UK crypto industry nervously looks ahead with voters poised to oust Tories for Labour

UK crypto industry nervously looks ahead with voters poised to oust Tories for Labour
Regulation
Labour party leader Keir Starmer (right) is expected to replace Rishi Sunak as the UK's prime minister. Credit: Darren Joseph/DL News.
  • Crypto may not be prioritised in a Labour government.
  • That might not be a bad thing, some experts say.
  • The fate of the crypto sector in the UK depends on many factors.

With British voters headed to the polls Thursday to elect a new Parliament, crypto investors are bracing for a change.

After 14 years in opposition, the Labour Party is widely expected to convert a 20-point lead into a thumping victory over the Conservative Party at the ballot box.

Some in the UK’s burgeoning crypto industry are apprehensive about a change in government.

“Labour will have so much to do and to prove that I am afraid that crypto is not going to be a priority,” Marco Morazzoni, founder of London-based blockchain service provider Semoto.

“What the industry needs at the moment is not for politicians to ignore us,” he told DL News. “We need clarity.”

Comprehensive legislation

Regulatory clarity was expected to arrive this summer.

The UK government was poised to deliver more comprehensive legislation for the crypto sector covering rules for crypto issuance, exchange, investment, custody, lending and staking.

But the decision by Prime Minister Rishi Sunak to call a snap election on July 4 thrust a stick in the spokes.

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The original plan would have put the UK as the second major jurisdiction after the European Union to implement a tailor-made crypto regime.

“The UK regulatory approach to the sector, which had once been ahead of others, has failed to keep pace with other areas of the world,” said Jordan Wain, Chainalysis’ UK public policy lead.

Absence of prioritisation

The Labour Party led by Keir Starmer did not include digital assets in its manifesto, or policy plan.

But industry insiders warned against reading too much into the omission.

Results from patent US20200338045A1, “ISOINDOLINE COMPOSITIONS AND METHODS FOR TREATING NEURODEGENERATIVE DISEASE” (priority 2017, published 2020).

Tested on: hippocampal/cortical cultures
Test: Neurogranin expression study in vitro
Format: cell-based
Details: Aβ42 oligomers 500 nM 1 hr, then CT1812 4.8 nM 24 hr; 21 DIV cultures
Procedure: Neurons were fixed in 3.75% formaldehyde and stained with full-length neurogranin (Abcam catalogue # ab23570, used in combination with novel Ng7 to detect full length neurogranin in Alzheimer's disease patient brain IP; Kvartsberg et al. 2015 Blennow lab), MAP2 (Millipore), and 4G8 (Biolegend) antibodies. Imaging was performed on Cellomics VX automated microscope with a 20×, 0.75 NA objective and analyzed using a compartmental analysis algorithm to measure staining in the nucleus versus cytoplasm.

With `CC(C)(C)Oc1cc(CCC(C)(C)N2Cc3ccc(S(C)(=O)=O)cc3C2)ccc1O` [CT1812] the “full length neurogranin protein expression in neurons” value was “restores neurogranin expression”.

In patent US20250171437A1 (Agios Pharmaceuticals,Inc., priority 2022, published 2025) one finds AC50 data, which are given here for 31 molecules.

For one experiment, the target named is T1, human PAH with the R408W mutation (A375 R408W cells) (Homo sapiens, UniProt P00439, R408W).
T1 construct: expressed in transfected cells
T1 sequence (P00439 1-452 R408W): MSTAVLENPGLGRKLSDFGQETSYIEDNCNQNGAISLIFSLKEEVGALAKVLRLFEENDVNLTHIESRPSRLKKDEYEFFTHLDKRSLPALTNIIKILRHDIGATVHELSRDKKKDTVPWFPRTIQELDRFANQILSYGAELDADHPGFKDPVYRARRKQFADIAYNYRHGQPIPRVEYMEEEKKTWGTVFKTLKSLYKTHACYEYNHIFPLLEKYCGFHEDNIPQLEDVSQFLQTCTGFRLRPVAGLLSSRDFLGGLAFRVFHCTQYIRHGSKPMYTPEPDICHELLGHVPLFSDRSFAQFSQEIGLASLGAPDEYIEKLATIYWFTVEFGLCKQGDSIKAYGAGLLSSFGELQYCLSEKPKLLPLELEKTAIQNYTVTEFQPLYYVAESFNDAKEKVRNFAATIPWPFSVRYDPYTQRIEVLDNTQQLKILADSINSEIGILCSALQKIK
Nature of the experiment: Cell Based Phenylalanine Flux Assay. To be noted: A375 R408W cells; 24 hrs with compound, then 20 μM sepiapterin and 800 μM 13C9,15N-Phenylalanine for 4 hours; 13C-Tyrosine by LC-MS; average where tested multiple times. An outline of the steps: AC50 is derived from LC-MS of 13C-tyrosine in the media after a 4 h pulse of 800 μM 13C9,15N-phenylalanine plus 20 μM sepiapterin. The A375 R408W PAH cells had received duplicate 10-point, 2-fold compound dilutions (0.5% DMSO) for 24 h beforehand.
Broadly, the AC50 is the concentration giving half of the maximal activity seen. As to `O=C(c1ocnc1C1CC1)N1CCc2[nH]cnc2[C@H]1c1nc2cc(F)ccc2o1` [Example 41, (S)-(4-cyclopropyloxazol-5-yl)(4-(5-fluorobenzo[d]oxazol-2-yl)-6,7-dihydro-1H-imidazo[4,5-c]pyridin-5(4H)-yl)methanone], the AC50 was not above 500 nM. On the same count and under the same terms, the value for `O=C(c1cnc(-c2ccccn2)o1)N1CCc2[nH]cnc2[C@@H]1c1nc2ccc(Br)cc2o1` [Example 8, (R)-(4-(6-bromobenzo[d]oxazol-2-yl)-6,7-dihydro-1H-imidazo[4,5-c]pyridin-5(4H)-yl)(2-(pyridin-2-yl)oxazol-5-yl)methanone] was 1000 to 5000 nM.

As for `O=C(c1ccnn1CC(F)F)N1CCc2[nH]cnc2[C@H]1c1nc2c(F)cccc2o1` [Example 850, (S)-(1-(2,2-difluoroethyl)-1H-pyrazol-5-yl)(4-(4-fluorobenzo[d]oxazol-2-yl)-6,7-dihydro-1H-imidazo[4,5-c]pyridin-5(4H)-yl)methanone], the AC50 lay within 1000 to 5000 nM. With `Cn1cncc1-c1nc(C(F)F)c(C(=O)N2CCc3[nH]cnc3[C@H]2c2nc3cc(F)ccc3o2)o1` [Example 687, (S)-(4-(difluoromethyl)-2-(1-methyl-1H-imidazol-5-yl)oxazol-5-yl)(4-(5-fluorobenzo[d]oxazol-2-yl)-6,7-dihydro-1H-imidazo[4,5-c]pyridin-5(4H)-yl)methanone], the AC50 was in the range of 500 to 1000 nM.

“This absence of prioritisation is not necessarily bad for the sector,” Wain said.

“I take comfort in the fact that Labour’s plan for financial services expressed support for the UK’s work on a central bank digital currency and the approach to securities tokenisation,” Wain told DL News.

Rachel Reeves, the anticipated new Chancellor of the Exchequer, said in Labour’s plan for financial services in January the party would embrace innovation, including tokenisation of securities and the digital pound.

And the work the Conservative government has performed on crypto legislation will not go to waste.

“Labour will inherit a legacy of detailed and in-depth policy and legislative work,” Wain said.

Delays

A change in government means there will be some delays on this plan, but experts expect the direction of travel to remain the same.

Labour and the Tories agree the digital asset sector should be regulated, Wain said.

“This should be an item that will continue receiving support regardless of which party makes it into Number 10 this week,” he said. “The only question remains as to when.”

Under the Tories, the Financial Conduct Authority has registered 47 crypto asset service providers, including significant market makers like Wintermute and GSR.

‘Banks in the UK have put significant restrictions on offering crypto businesses accounts.’

—  Usman Ahmad, Zodia Markets

London also celebrated the arrival of Andreessen Horowitz, the American venture capital firm which invests in crypto.

Investment platform, eToro, is headquartered in London and is the top VC-backed crypto firm to date, according to Pitchbook. It raised a total of $1.6 billion.

In the first half of 2024, the UK saw VC investment of $600 million in the crypto sector, according to Pitchbook data.

Beyond the government

The pace of the legislation has also been set by agencies like the FCA, not just the government.

The FCA, for example, introduced rules on financial promotions in 2022, which many in the industry have struggled to comply with.

And at the end of the day, a successful crypto sector extends beyond government policies.

The UK’s robust financial sector also needs to accept the nascent crypto industry. For example, crypto firms have long struggled to open bank accounts with British high street banks.

“The government has been vocal in trying to support the industry and grow it,” Usman Ahmad, CEO and co-founder of Zodia Markets, told DL News.

“Yet virtually all banks in the UK have put significant restrictions on offering crypto businesses bank accounts.”

While the government pushed a more innovation-friendly agenda, banks are not obligated to follow suit.

“That is short sighted in that the industry has a lot of well capitalised and established businesses that can add value into the ecosystem,” he said.

“But they do need basic business provisions including banking to pay their staff and bills.”

Inbar Preiss is a Regulation Correspondent at DL News. Email the author at inbar@dlnews.com.